Owner: Amy Williams, a production designer, who recently created the set for the third season of Netflix's Master of None. Williams shares the home with her husband, five-year-old son, and dog, Trixie.
Location: Park Slope, Brooklyn, in New York City, New York.
Size: Approximately 1,200 square feet, with two bedrooms and one bathroom. Williams and her family live on the parlor (or ground) floor, so their space has 11-foot ceilings and they have access to a backyard.
Williams describes her aesthetic as eclectic sentimental, and the original detailing of the home—a brownstone built in 1895—is one of the very first things that caught her eye on their initial visit.
“The tile pattern on the floor [of the entryway] was so unique, and the original detail was as charming as could be,” she says. They maintained the original floors throughout their home, including the original oak plank floorboards, which have a well-worn, warm varnish.
Picking the Place
“After living in the Lower East Side of Manhattan for 15 years, my partner and I wanted to live in a place with more trees and a classic brownstone with historical details,” Williams says. As she and her husband searched for the perfect house, they found themselves on the perfect street. “Several old-school Brooklyn families hung out on their stoops, drinking and laughing. It’s felt so happy and authentic,” she says.
Outdoor space can be tricky to find in New York City, but the family is lucky to have what Williams describes as a lovely little deck and brick patio with loads of plants. Best of all, they have hosted a nest with red cardinal chicks.
The family of three shares one bathroom, and Williams admits it’s the one thing she’d change if she could: “I wish we had a second bathroom. With 2 adults and one five-year-old, privacy would be a dream.” On the other hand, their washroom has great water pressure and a heated floor, two features that make up for the lack of space.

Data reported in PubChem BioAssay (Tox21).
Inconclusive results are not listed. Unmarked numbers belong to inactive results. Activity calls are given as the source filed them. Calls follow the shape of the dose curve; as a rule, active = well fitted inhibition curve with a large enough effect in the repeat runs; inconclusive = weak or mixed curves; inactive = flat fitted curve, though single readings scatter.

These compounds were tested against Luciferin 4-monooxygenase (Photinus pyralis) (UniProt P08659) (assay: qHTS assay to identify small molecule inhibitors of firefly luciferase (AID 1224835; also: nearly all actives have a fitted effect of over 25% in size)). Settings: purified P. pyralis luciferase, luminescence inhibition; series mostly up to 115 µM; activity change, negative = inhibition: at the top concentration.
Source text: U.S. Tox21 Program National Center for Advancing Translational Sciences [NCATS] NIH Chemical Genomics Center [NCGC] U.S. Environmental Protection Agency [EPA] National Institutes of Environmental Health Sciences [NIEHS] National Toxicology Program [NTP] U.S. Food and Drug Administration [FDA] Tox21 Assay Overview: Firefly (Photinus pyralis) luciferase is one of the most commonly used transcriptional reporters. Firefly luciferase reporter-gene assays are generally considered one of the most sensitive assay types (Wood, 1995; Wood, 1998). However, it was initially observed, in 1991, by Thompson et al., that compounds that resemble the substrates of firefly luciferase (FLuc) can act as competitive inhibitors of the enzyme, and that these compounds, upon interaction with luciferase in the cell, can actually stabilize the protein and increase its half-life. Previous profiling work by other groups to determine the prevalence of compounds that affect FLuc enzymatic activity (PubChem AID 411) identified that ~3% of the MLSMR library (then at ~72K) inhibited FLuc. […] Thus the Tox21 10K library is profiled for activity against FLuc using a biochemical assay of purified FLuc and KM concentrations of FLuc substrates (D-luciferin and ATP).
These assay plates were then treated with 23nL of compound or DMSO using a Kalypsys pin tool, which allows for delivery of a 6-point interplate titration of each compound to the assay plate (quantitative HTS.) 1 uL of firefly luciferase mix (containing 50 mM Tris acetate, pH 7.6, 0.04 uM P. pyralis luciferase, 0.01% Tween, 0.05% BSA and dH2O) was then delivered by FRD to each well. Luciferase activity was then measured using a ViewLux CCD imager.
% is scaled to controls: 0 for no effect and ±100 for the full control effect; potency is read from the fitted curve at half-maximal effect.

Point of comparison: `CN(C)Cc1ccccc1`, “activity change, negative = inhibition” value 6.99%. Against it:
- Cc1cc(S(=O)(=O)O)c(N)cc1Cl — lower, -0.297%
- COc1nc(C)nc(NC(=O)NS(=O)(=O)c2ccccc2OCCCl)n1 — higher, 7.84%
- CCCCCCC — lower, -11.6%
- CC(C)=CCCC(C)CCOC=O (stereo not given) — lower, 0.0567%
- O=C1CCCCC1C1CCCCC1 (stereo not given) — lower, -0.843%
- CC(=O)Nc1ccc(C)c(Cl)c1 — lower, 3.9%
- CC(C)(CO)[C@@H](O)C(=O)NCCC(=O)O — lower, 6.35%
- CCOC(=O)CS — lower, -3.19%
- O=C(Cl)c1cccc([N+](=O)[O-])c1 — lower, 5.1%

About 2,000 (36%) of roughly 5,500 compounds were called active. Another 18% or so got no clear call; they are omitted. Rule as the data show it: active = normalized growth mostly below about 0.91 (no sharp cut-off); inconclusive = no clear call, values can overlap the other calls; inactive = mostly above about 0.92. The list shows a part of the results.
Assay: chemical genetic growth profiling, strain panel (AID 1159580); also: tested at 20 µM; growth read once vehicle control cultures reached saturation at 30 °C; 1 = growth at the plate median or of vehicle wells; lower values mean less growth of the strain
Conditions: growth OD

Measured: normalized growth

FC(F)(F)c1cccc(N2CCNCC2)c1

Williams and her husband kept the original appliances, which “are all JennAir and perform well,” she says. “I especially love the dishwasher,” she adds—a definite commodity when it comes to New York living.
Williams describes the view from her tiny bedroom window as the best in the apartment. “The buildings behind us reflect the sunlight, and all the windows illuminate with different color temperatures and personalities,” she says. “In the summer, there is a canopy of bright green ivy that is overgrown and obscures the view in the best possible way.”
Along with this view, the rest of the apartment’s windows offer lots of natural light. “The extensive original bay windows get the most incredible southern exposure sunlight,” Williams says.
Extra Special Details Throughout
The 16-foot hallway leading to her son’s bedroom has been turned into an extra-special gallery wall, Williams says—and it’s a major contributor to her overall eclectic sentimental aesthetic.
“I’ve designated this area as my partner’s art and awards wall,” she says. “He works in the music business, [so it’s] filled with hip hop framed platinum records and black and white jazz photography.”
There are touches of Williams’s career throughout the apartment, too. “The Emmy on the mantle is the big shiny work prize,” Williams notes. As a set decorator and production designer, she says, “I like to keep a piece from every show, film, and season I production design.”
Of all the things she’s kept, her favorite is a bright teal bread cabinet from India used on the set for Master of None’s ‘Parents’ episode. “It’s mainly for so many sentimental reasons,” Williams says. “I was pregnant with my son that season, and now it holds all of his art supplies and artwork.”
Along with set pieces, Williams also collects art. “We have a giant painting in our living room by Davin Watne called ‘the Alien,’” she says. “It’s intense and shows a mountain lion towering over a car crash at night. It’s tragic and majestic.”
The personal touches and professional prizes scattered around the apartment give the space a cozily cluttered, lived-in feel, but Williams says she values its other residents the most.
“Plants, books, and music make the space feel dreamy, but Ian, our son Roman, and our mutt Trixie make it home,” she says.